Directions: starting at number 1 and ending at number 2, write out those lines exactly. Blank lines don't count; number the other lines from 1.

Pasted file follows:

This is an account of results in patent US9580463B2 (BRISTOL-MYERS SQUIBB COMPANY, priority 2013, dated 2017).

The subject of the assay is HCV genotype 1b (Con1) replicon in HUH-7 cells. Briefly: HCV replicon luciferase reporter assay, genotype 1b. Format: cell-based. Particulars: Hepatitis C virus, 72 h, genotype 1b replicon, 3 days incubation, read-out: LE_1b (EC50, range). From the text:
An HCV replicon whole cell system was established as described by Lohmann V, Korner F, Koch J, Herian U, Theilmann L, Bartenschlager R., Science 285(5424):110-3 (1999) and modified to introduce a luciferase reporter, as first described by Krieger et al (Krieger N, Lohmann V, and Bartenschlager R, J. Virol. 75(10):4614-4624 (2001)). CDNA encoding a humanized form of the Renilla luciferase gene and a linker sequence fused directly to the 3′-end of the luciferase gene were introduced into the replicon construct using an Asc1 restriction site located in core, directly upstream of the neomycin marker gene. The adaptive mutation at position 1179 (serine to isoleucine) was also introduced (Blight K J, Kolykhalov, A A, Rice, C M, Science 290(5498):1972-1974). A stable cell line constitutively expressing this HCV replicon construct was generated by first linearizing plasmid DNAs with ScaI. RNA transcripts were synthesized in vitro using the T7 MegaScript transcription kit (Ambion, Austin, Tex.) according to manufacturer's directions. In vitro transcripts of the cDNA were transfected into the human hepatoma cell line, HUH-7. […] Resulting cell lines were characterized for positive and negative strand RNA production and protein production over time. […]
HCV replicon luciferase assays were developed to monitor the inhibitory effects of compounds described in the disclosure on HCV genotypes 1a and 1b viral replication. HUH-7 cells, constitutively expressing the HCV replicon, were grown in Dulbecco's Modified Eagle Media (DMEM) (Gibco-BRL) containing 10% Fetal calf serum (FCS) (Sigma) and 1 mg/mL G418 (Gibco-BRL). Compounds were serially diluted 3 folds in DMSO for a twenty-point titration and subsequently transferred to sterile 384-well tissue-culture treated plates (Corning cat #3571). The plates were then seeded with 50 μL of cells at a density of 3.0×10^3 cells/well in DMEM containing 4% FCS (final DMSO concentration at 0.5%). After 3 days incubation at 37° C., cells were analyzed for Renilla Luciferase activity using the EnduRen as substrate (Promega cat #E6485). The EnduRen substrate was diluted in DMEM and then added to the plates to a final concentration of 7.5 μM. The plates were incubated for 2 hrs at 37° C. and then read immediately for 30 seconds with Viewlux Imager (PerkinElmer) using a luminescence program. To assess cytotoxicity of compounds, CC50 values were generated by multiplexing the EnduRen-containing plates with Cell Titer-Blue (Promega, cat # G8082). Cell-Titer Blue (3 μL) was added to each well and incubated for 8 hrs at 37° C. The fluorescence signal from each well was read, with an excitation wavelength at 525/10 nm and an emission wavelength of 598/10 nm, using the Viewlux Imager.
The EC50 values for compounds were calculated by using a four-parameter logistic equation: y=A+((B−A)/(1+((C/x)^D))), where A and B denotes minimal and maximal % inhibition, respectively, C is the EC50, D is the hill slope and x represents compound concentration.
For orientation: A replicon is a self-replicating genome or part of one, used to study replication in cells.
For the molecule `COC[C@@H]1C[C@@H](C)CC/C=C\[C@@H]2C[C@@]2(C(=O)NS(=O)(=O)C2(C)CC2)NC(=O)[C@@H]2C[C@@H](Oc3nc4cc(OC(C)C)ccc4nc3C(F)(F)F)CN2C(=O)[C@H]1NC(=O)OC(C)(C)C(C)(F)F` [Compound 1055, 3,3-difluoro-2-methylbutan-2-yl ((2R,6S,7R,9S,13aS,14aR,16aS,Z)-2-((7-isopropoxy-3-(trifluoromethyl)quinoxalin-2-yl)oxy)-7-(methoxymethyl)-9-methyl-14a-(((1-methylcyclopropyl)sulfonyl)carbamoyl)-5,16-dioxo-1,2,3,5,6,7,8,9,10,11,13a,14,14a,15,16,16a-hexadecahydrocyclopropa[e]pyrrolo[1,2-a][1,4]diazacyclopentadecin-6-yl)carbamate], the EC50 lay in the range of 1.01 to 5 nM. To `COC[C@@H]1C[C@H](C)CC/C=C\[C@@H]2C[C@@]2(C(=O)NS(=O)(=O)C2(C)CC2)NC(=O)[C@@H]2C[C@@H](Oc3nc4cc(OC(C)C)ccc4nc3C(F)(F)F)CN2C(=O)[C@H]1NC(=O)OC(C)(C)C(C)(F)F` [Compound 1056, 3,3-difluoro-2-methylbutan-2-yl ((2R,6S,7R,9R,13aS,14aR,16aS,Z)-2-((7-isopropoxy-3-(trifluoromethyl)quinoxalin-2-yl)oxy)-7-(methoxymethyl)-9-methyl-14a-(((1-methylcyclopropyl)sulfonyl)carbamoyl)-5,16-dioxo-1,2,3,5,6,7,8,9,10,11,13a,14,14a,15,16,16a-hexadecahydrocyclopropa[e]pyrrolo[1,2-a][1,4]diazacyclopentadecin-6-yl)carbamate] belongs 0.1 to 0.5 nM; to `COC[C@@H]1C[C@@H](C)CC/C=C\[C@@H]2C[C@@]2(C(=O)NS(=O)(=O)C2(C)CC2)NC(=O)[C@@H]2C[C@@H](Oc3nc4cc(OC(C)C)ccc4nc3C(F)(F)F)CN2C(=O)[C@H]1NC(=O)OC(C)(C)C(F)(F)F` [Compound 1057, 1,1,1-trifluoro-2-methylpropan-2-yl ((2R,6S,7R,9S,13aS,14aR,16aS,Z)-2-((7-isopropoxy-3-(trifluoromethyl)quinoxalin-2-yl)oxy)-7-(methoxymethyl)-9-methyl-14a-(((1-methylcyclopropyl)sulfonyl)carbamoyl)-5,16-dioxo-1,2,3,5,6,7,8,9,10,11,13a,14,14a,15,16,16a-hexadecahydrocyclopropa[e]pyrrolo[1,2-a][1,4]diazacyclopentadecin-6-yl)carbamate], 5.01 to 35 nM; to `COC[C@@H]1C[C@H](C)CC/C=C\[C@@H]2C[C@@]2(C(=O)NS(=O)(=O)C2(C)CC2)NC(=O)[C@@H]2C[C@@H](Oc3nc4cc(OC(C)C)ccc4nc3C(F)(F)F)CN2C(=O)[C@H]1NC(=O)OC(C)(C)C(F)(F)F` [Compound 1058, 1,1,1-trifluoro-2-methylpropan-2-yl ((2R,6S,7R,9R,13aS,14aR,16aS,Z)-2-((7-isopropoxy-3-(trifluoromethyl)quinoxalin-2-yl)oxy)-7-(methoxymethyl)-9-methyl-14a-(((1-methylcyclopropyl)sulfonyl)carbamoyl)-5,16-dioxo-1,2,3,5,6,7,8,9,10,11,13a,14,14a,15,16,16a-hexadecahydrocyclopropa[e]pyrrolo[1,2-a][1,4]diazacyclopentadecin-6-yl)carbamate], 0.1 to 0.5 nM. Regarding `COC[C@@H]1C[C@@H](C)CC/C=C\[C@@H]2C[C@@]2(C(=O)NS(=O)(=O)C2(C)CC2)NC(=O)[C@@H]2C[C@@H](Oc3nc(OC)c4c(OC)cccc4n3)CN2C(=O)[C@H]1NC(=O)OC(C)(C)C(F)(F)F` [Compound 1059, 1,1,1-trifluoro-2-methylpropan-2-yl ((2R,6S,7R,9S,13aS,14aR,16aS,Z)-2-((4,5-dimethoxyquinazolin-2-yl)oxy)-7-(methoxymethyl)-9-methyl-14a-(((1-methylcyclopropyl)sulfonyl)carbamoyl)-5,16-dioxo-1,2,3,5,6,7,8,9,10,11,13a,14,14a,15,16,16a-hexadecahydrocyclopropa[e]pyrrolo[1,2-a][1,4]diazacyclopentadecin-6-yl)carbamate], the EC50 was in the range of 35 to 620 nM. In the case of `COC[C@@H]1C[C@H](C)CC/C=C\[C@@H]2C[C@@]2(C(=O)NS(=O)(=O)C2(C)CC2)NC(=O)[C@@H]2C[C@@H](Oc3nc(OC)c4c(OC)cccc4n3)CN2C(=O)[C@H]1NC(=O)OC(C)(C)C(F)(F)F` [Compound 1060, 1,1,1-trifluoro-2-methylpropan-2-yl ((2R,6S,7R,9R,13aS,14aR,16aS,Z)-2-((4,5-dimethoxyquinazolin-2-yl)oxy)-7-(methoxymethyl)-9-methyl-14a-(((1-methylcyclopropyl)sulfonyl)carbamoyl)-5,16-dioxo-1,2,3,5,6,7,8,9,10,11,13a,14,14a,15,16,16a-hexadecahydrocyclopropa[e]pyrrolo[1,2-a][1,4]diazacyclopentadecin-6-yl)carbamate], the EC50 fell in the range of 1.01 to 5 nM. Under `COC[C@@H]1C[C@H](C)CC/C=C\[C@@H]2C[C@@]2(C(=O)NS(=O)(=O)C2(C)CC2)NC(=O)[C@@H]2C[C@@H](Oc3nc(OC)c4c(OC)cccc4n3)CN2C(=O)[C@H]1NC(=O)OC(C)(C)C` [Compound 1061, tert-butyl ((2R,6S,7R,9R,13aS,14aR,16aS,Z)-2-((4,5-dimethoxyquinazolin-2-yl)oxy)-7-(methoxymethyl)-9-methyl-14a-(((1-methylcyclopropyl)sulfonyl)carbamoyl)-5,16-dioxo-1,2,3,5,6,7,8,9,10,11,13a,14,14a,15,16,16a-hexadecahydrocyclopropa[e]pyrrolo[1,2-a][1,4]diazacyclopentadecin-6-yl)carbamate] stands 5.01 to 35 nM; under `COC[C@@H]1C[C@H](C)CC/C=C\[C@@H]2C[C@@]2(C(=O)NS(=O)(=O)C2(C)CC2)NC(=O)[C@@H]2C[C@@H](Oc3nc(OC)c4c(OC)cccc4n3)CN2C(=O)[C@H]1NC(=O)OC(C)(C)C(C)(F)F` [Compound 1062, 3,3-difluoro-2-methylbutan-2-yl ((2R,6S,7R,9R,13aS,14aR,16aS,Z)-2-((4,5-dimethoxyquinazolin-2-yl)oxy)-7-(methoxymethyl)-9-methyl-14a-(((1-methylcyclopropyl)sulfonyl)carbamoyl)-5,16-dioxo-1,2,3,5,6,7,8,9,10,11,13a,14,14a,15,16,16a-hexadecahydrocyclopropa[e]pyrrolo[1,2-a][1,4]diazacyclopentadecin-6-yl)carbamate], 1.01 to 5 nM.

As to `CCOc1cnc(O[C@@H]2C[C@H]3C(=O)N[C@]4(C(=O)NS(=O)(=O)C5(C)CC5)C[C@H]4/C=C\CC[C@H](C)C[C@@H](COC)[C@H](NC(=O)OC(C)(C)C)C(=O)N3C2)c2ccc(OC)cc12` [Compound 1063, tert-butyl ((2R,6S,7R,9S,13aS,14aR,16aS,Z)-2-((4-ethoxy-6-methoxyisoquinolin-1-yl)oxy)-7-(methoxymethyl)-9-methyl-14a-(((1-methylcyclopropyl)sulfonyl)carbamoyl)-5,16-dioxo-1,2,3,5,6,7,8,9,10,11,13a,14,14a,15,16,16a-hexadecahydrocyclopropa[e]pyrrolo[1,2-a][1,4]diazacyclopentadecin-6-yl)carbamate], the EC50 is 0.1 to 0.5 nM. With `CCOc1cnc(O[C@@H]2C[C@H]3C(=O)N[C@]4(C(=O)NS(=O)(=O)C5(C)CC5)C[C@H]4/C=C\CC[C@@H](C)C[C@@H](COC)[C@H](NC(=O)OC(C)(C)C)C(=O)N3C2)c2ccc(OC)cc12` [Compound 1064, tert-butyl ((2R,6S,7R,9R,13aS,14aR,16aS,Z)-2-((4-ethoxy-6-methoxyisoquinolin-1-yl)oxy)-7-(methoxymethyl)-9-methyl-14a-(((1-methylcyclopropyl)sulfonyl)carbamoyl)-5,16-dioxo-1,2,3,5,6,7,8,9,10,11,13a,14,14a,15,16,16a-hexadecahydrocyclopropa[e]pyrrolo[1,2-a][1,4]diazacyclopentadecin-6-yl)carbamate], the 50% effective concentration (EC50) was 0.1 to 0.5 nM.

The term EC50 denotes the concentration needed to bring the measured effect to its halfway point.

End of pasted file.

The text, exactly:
This is an account of results in patent US9580463B2 (BRISTOL-MYERS SQUIBB COMPANY, priority 2013, dated 2017).

The subject of the assay is HCV genotype 1b (Con1) replicon in HUH-7 cells. Briefly: HCV replicon luciferase reporter assay, genotype 1b. Format: cell-based. Particulars: Hepatitis C virus, 72 h, genotype 1b replicon, 3 days incubation, read-out: LE_1b (EC50, range). From the text: